fallback-image

On the run: Activist recounts her experience of solitary confinement in Belarus

Olga Nikolaichik spent thirty days in solitary confinement with limited access to water and medicine after daring to speak out against Belarusian President Alexander Lukashenko.

The 51-year-old activist, journalist and filmmaker is now hiding from police. She was detained in June after she called Lukashenko an ‘authoritarian leader who is stealing people’s future’.

She had been speaking out after the Belarusian president, known in some circles as ‘Europe’s last dictator’, prevented opposition candidates from registering for the presidential election.

Thousands of Belarusians protested Sunday’s disputed election result that saw Lukashenko re-elected for a sixth term. Many have now been imprisoned for voicing their discontent with his 26-year authoritarian rule.

Dailyrater spoke to Nikolaichik in Minsk where she is currently hiding after being resentenced to thirty days in prison.

Solitary confinement

“I was in solitary confinement. My cell was around two metres by two metres. There were no real beds, no shower, and I had no blanket,” Nikolaichik told Dailyrater of her experience in Belarusian prison.

“I only got two bottles of water every day, which I had to use both for drinking and flushing the toilet.”

She fears for the safety of the thousands of demonstrators who have been detained in recent days for protesting. For some, relatives have been trying to locate them for days, and despite many being released early on Friday, the lion’s share of arrested protesters are still behind bars.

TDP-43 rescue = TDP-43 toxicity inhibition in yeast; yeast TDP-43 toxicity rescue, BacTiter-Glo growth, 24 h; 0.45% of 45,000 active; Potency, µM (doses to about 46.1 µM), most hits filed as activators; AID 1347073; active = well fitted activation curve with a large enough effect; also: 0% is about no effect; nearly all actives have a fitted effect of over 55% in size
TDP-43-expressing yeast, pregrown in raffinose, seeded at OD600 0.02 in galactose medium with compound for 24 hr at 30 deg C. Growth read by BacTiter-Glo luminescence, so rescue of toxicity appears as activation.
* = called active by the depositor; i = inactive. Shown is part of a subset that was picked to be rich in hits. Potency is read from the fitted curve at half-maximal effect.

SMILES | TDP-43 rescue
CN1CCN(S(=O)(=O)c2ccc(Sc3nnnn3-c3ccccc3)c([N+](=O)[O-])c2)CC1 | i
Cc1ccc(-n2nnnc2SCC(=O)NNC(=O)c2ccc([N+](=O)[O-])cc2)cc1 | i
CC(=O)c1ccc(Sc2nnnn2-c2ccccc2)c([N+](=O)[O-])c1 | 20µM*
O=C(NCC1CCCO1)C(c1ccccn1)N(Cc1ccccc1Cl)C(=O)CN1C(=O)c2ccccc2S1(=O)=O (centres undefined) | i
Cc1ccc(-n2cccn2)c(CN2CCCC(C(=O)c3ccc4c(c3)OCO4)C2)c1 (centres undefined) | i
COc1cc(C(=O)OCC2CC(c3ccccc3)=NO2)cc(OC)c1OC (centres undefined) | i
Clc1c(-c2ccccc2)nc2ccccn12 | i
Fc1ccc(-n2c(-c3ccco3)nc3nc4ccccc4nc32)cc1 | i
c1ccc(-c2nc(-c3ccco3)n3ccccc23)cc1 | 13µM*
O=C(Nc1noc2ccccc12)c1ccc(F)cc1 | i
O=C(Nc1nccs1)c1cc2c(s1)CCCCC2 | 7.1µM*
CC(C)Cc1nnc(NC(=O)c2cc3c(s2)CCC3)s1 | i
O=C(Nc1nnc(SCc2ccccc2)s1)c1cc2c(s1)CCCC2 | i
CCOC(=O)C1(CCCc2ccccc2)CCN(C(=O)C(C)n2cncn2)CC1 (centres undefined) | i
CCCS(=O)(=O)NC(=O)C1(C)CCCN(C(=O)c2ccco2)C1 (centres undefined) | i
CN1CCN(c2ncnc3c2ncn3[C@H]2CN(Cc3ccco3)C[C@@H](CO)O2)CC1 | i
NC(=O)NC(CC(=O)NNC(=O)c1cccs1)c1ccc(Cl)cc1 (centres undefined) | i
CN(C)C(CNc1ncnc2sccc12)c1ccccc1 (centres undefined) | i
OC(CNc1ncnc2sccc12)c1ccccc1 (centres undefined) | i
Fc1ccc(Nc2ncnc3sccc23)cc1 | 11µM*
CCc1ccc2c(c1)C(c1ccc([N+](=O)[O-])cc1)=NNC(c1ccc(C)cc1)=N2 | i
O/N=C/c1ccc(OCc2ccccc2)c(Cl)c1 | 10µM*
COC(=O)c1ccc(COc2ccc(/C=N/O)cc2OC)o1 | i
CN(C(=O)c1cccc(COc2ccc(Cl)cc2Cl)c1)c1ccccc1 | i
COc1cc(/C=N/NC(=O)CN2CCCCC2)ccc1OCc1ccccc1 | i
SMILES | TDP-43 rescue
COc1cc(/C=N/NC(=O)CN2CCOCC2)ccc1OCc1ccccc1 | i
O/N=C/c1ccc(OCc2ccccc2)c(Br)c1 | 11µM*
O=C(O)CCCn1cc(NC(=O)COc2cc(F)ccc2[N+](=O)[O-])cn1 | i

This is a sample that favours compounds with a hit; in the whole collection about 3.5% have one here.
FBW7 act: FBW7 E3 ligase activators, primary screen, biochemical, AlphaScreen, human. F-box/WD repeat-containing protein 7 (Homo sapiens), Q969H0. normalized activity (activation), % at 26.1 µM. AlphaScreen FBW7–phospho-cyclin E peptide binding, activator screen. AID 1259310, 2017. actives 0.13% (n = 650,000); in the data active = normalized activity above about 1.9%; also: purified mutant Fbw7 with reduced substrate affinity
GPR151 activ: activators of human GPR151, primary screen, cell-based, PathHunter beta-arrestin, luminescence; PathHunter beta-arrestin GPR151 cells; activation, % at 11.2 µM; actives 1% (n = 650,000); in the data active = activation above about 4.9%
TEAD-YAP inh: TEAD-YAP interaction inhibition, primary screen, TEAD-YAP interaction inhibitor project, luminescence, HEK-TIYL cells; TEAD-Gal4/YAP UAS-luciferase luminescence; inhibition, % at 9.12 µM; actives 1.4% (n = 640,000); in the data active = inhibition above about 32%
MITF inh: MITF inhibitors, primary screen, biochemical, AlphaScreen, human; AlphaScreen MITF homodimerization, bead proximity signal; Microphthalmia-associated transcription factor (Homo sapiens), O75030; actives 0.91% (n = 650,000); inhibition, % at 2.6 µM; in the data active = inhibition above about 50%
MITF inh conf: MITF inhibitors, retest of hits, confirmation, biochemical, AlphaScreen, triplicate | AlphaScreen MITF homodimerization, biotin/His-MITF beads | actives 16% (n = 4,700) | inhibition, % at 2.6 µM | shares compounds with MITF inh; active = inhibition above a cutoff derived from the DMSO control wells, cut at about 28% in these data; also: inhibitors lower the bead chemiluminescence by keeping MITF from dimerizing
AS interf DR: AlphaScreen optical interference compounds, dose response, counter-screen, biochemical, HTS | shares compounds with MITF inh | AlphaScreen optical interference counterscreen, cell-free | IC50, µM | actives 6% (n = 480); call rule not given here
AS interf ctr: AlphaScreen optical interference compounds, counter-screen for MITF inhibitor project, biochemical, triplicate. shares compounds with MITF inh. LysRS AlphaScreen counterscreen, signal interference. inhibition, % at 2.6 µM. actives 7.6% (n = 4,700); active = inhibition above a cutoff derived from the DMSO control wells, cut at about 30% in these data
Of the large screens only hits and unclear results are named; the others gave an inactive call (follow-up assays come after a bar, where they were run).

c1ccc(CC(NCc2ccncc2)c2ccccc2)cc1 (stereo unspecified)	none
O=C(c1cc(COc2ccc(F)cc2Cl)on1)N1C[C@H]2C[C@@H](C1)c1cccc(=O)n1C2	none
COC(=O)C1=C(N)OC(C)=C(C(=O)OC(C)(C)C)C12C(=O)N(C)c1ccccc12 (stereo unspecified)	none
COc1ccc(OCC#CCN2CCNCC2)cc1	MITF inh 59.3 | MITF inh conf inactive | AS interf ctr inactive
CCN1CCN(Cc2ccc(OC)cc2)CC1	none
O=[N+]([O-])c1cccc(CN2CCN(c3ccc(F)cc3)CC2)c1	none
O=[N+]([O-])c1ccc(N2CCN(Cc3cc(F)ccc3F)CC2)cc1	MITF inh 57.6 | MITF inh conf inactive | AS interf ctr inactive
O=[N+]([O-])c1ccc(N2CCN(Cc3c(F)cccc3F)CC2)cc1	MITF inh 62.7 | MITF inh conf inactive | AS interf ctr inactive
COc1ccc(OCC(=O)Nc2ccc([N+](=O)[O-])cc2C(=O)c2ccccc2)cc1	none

Her testimony adds to a number of reports, across various media, that cite appalling prison conditions in Belarus, which is also the last remaining country in Europe where capital punishment is legal.

Nikolaichik says that she only had limited access to medicine after falling ill in prison. She also claims she was not even allowed to walk outside until her 23rd day in prison.

“They did not take me to the hospital,” she says while crying.

On the run

Nikolaichik was released after 30 days because the government hoped she would flee to Ukraine or another neighbouring country, she says. After she decided to stay in the country, she was sentenced to another 30 days in prison but went into hiding instead.

“Close to the election, people were trying to remove all activists, and I had to leave my apartment,” says Nikolaichik.

“I was being watched at my home and decided to leave.”

Nikolaichik said police had recently tried to detain her again.

It is hard for her to work because the authorities find ways to locate her when she uses her phone.

“I had riot police busting into my apartment yesterday, and I have been wearing glasses and a scarf not to be identified before our interview,” she told Dailyrater.

“I sleep very little, and I am stressed, but I have to keep working, keep smiling because tomorrow all of us could be dead.”

The protests over the recent disputed election have often turned violent as demonstrators clashed with police. Videos circulating on social media have shown the use of violence and rubber bullets to disperse protesters.

“People now understand that Lukashenko is on a road to nowhere, and I think that the violence that we see right now is a result of him being scared,” says Nikolaichik, who added that despite her fear, she will not stop her fight for freedom.

Related Posts

Committing to a just energy transition

Committing to a just energy transition

European Medicines Agency the first to approve Moderna COVID-19 vaccine for children

European Medicines Agency the first to approve Moderna COVID-19 vaccine for children

Belgrade residents tell rights court of nightlife noise 'torture'

Belgrade residents tell rights court of nightlife noise 'torture'

Norway suspends aid to Hungary over who should control funds for NGOs

Norway suspends aid to Hungary over who should control funds for NGOs

No Comment

Leave a Reply

Your email address will not be published. Required fields are marked *